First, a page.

Mission accomplished, in spades.
We never became close friends. But I never missed the chance to visit him when I went to New York, as I often did in those days.
He lived in an apartment on the West Side directly across the street from one occupied by my other New York Yiddish friend, a female historian. Nine horses couldn't have gotten me to propose a get-together. God knows where that might have led.
So I'd visit them in tandem. She told me she'd seen him often on the street, but never had the nerve to speak to him.
Singer insisted that I send him copies of my linguistic articles on Yiddish, even the technical ones, though he always wrote back saying: “This is wonderful; I don’t understand a word.”
He allowed me into his office, full to the ceiling of random scattered papers and brittle old editions of the Jewish Daily Forward Yiddish newspaper, where many of his stories had been published. I met his wife, Alma, who was more of a kitchen presence than a participant in our conversations, until later.
I never overstayed my welcome, and my visits became less frequent as his health deteriorated. I spent more time with Alma and learned about some of the ruffles in their marital life. Years earlier, she had left her wealthy German husband to run off with Singer, then virtually penniless.
A few months after Singer died in 1991 at the age of 88, I got a call from Alma. She wanted to know whether the university might be interested in purchasing his papers.
The idea had never crossed my mind. I told her that Texas wasn’t the best place to lodge his literary archive, that it belonged in say Columbia, or perhaps Brandeis or McGill, or an Israeli university. Texas wasn’t “Jewish” in the way Manhattan is, and his papers belonged elsewhere.
She agreed, and said her lawyer had contacted some of those places. They all wanted the papers, but claimed to have no money to buy them. So, she asked, would Texas be interested?
Well, not for nothing is Texas a can-do sort of place. So I said yes, we might be interested. How much money was she expecting? I don’t feel entitled even after all these years to say exactly how much we were to pay, but it was in the highish six figures plus a fair tax deduction for her.
I reached out to the university president and the director of the Humanities Research Center, who was looking to expand the center’s acquisitions beyond English and American writers. My assignment: raise $500,000 toward the purchase price.
My first call was to Mort Meyerson, a philanthropist in Fort Worth interested in Jewish causes. I knew Mort well. He came for Singer’s lecture at the university back in the day. I asked him for $500,000. He said he was temporarily short (aren’t we all?), but that he was good for $50,000.
As we mulled it over, Mort came up with a luminous idea: Why not get 10 people to give $50,000 each?
A MINYAN FOR SINGER! That kind of thinking is why Mort Meyerson is a multimillionaire and I am not. Brilliant!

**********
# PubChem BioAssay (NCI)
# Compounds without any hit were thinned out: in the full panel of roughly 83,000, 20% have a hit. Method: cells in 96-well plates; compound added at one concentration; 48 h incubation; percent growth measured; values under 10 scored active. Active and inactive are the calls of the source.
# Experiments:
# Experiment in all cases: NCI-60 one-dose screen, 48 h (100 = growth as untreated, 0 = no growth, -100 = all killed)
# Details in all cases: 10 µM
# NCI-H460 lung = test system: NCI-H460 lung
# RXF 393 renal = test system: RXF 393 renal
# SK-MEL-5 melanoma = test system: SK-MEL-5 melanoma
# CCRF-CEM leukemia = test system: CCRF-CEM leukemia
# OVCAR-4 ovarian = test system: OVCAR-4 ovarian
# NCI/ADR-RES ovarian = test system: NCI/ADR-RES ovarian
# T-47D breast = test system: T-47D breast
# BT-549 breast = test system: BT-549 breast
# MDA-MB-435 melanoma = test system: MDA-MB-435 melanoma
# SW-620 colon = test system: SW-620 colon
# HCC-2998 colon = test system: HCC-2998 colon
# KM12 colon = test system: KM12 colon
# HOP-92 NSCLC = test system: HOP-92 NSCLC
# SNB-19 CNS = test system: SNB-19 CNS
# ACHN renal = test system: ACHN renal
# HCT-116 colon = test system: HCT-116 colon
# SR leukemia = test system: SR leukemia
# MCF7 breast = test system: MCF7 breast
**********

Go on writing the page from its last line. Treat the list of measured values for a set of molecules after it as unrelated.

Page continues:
Twelve phone calls later and bingo, Singer had a minyan! Champagne all around. We got the papers.
You never know what you’re getting when you acquire a novelist’s archive. There was a lamentable case about this time when the Humanities Research Center bought a major photographic collection. A few months later, the curator of the collection called me up, excitedly, to say I had to come over and see what had turned up.
On the way, I collared Lord Robert Blake, famous for his biography of the British Prime Minister Benjamin Disraeli. Blake was visiting our university at the time.
Together we went to see what the fuss was about. It
was a pictorial pornographic collection of Prince Louis of Battenberg, father of Lord Mountbatten.
It was turn-of-the-century French stuff. Two of this, three of that. It was thoroughly disgusting (although I thought to myself, it was thoroughly amusing). Lord Blake kept muttering “I say, I say” as the curator turned the pages.
Singer’s archive was a Himalayan mess. The yellowing newspapers he had kept were beyond restoration, but were available elsewhere digitally. There were electricity bills, income tax returns dating as far back as the 1930s, dry-cleaning receipts —the detritus of a long life.
But there were treasures as well: letters to and from him; lists of synonyms; sketches of proposed projects; notes toward a children’s book; rude words about Barbra Streisand, who had appeared in the movie "Yentl" that was based on a Singer story; a draft of an entire unfinished novel.
One thing leads to another. Because we had captured the Singer literary archive, we were able to obtain the papers of Leon Uris, bestselling author of "Exodus" and "QB VII," and also the papers of Alan Furst, the spy novelist.
I got all the reward I wanted when Alma Singer asked me to come to New York so that I could escort her to a ceremonial occasion. At that event, then-Mayor David Dinkins dedicated the corner of West 86th Street and Broadway to Isaac Bashevis Singer, a nice thing they do in New York for noted artists, writers, and musicians.
Singer's name will be there forever unless they tear down the street signs. I think he would have been proud of the way things turned out.
Robert King was a University of Texas faculty member from 1965 until 2016, when he retired. A similar version of his story was published in Tablet Magazine.
Isaac Bashevis Singer's list of published works is long: at least 18 novels and more than a dozen children's books as well as memoirs, essays and articles. But he was best known for writing short stories. He came to the United States in 1935 to flee the threat of fascism in Poland. He was given the 1978 Nobel Prize for Literature ,